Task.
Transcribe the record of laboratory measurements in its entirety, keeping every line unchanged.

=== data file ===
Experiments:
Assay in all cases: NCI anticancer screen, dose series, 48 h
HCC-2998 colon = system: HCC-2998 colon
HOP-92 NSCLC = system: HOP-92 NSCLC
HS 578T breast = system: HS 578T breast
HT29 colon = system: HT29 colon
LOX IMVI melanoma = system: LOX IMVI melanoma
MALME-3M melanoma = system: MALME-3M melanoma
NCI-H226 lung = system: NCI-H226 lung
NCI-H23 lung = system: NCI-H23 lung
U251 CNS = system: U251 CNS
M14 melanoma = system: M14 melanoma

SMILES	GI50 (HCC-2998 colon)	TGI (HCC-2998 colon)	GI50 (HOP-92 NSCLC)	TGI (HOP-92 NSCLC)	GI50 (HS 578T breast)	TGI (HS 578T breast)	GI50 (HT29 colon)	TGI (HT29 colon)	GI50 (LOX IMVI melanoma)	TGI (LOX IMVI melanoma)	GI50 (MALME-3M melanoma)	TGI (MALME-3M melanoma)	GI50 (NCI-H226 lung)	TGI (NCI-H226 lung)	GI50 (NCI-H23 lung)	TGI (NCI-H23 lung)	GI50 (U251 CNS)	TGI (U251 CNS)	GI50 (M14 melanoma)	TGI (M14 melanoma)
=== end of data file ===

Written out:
Experiments:
Assay in all cases: NCI anticancer screen, dose series, 48 h
HCC-2998 colon = system: HCC-2998 colon
HOP-92 NSCLC = system: HOP-92 NSCLC
HS 578T breast = system: HS 578T breast
HT29 colon = system: HT29 colon
LOX IMVI melanoma = system: LOX IMVI melanoma
MALME-3M melanoma = system: MALME-3M melanoma
NCI-H226 lung = system: NCI-H226 lung
NCI-H23 lung = system: NCI-H23 lung
U251 CNS = system: U251 CNS
M14 melanoma = system: M14 melanoma

SMILES	GI50 (HCC-2998 colon)	TGI (HCC-2998 colon)	GI50 (HOP-92 NSCLC)	TGI (HOP-92 NSCLC)	GI50 (HS 578T breast)	TGI (HS 578T breast)	GI50 (HT29 colon)	TGI (HT29 colon)	GI50 (LOX IMVI melanoma)	TGI (LOX IMVI melanoma)	GI50 (MALME-3M melanoma)	TGI (MALME-3M melanoma)	GI50 (NCI-H226 lung)	TGI (NCI-H226 lung)	GI50 (NCI-H23 lung)	TGI (NCI-H23 lung)	GI50 (U251 CNS)	TGI (U251 CNS)	GI50 (M14 melanoma)	TGI (M14 melanoma)